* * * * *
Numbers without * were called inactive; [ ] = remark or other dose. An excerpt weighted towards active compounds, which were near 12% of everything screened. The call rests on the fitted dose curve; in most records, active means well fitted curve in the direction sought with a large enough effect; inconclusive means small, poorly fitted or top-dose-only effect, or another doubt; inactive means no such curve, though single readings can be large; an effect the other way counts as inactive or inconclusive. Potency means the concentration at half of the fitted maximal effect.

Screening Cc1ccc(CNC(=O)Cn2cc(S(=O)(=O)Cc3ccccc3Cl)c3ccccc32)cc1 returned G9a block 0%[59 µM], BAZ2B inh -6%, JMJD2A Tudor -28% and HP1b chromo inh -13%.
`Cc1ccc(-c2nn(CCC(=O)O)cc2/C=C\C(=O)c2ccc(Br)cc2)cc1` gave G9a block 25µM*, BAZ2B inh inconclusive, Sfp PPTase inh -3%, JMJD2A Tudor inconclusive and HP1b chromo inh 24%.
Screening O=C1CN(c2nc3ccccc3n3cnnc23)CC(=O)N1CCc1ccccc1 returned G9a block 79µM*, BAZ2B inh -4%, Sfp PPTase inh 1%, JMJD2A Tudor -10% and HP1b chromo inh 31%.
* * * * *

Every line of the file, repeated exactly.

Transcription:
Numbers without * were called inactive; [ ] = remark or other dose. An excerpt weighted towards active compounds, which were near 12% of everything screened. The call rests on the fitted dose curve; in most records, active means well fitted curve in the direction sought with a large enough effect; inconclusive means small, poorly fitted or top-dose-only effect, or another doubt; inactive means no such curve, though single readings can be large; an effect the other way counts as inactive or inconclusive. Potency means the concentration at half of the fitted maximal effect.

Screening Cc1ccc(CNC(=O)Cn2cc(S(=O)(=O)Cc3ccccc3Cl)c3ccccc32)cc1 returned G9a block 0%[59 µM], BAZ2B inh -6%, JMJD2A Tudor -28% and HP1b chromo inh -13%.
`Cc1ccc(-c2nn(CCC(=O)O)cc2/C=C\C(=O)c2ccc(Br)cc2)cc1` gave G9a block 25µM*, BAZ2B inh inconclusive, Sfp PPTase inh -3%, JMJD2A Tudor inconclusive and HP1b chromo inh 24%.
Screening O=C1CN(c2nc3ccccc3n3cnnc23)CC(=O)N1CCc1ccccc1 returned G9a block 79µM*, BAZ2B inh -4%, Sfp PPTase inh 1%, JMJD2A Tudor -10% and HP1b chromo inh 31%.